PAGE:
On May 21, 1978, 21-year-old rookie golfer Nancy Lopez defeats her childhood hero, JoAnne Carner, on the first hole of a sudden death playoff to win the Coca-Cola-Classic in Jamesburg, New Jersey. The next year Lopez beat out 44-year-old Mickey Wright, again in a playoff, to repeat as Coca-Cola champion. As Wright had been the dominant women’s golfer of the 1950s and 60s, Lopez’s victory was seen as a passing of the torch.
Nancy Lopez was born January 6, 1957, in Torrance, California. Her family soon moved to New Mexico, where she began her golf education at age eight under her Mexican-American father’s tutelage. With an unorthodox, yet effective swing and poise beyond her years, Lopez emerged as the top young golf talent of her generation and turned pro at just 19 years old.
Lopez stormed on to the LPGA tour in 1978 with nine tournament wins, including a record five in a row. The charismatic young star led the tour in earnings and was named Rookie of the Year, LPGA Player of the Year, an honor she went on to receive three more times, and the Vare Trophy for best scoring average. Lopez remains the only LPGA player to have won Rookie of the Year and Player of the Year in the same year. In her first two full years on the tour, she won an astounding 17 tournaments. In 1979 she was again named Player of the Year and won the Vare Trophy.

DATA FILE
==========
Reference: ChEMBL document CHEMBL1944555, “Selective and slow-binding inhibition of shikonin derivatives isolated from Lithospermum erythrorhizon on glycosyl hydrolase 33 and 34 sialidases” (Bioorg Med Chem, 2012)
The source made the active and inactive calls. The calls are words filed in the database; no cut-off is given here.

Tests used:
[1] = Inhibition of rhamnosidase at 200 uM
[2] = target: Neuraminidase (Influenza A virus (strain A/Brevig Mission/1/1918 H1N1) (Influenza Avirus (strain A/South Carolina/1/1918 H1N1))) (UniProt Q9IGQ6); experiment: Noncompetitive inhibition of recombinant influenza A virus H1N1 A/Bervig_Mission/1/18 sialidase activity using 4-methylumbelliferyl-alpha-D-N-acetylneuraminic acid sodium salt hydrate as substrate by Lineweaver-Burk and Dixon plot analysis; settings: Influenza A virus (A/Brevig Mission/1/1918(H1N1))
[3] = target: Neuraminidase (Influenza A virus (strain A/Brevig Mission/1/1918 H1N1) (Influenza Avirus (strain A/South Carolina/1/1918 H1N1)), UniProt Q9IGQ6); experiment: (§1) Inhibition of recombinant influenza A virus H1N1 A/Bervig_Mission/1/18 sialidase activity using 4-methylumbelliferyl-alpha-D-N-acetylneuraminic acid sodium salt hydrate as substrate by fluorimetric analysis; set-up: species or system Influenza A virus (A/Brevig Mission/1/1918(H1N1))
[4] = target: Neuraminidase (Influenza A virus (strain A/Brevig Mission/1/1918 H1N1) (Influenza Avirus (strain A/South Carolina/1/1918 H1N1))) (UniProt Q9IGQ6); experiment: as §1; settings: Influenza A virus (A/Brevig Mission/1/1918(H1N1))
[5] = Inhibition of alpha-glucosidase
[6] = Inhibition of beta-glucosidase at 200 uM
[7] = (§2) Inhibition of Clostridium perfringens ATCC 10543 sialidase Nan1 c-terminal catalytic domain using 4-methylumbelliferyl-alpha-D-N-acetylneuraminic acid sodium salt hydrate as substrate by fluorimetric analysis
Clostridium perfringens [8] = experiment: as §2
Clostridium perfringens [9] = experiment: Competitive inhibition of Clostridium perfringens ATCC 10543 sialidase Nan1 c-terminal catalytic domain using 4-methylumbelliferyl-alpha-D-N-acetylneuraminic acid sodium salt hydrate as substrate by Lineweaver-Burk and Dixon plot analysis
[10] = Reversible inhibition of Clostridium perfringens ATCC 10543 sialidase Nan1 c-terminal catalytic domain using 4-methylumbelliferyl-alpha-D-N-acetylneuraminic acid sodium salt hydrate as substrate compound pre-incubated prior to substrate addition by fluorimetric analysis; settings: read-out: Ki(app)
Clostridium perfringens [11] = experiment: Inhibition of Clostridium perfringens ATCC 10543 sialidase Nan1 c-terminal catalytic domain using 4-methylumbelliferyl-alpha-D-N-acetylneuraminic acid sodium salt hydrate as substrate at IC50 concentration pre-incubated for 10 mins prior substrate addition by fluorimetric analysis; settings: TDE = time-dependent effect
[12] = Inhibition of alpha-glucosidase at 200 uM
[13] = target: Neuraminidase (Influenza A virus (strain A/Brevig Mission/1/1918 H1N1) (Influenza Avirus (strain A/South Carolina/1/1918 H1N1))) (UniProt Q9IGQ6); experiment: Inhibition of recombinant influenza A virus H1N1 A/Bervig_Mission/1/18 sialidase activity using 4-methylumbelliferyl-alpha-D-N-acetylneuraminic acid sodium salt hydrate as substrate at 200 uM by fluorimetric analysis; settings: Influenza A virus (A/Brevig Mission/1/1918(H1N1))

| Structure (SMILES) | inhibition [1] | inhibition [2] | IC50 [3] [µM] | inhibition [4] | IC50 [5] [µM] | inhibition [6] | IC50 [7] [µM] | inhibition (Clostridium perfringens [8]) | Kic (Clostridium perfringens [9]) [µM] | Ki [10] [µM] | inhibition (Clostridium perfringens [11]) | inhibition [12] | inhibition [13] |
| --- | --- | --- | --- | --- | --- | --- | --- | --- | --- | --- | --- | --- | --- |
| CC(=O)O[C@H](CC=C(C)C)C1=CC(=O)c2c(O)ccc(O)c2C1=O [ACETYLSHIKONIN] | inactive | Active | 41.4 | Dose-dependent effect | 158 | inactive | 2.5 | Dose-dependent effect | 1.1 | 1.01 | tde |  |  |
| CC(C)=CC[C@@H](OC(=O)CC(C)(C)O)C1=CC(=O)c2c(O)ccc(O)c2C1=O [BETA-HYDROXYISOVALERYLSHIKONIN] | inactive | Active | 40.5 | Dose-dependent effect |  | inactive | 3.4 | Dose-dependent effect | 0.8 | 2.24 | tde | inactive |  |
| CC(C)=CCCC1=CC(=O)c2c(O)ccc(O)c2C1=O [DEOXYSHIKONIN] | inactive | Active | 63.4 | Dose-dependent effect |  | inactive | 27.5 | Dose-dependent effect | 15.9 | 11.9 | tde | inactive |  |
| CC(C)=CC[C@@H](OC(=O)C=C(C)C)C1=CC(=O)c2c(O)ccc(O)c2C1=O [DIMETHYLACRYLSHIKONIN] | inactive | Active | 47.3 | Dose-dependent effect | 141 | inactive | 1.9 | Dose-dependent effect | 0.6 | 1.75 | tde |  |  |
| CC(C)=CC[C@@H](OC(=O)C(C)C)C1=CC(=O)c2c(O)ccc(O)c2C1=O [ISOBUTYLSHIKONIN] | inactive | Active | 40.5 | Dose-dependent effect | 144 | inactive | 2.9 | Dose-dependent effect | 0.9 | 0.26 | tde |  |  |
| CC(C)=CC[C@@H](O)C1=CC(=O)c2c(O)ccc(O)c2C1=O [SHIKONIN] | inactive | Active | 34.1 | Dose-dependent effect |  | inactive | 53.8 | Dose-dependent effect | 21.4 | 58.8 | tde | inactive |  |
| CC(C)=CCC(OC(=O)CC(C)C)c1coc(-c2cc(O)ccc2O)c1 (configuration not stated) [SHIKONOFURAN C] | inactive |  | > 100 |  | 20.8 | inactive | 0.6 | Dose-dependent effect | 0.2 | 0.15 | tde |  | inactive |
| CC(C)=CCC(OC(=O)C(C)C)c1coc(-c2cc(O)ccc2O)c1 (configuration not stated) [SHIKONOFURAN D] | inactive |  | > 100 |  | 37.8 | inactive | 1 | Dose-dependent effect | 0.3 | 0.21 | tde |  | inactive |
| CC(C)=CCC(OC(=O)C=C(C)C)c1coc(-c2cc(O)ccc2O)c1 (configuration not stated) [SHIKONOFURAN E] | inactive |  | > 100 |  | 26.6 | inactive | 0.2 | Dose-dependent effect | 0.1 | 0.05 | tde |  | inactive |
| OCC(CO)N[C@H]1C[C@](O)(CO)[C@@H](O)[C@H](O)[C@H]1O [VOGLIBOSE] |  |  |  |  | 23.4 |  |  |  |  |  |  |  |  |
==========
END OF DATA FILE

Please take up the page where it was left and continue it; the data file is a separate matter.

Although her streak of dominance ended, Lopez remained a force on the tour into the 1980s. At just 30 years old in 1987, she became the 11th inductee to the LPGA Hall of Fame. She had qualified for the Hall with her 35th career victory six months earlier, but her induction was postponed until she had been on the tour the requisite 10 years.
Lopez won the LPGA championship for the third time in 1989, but finished second in the U.S. Open, the third of four times she would do so. If there is a mark against Lopez in her career, it has been her inability to win the U.S. Open, and a lack of majors in general.
A mother of three, Lopez retired from full-time competition in 2002, although she continues to play limited tournaments. In 2005, she was asked to captain the U.S. Solheim Cup team. That year, Paula Creamer, Julie Inkster, Meg Mallon and Lopez led the U.S. to victory over Europe, 15-12 1/2, at the Crooked Stick Golf Club in Carmel, Indiana.
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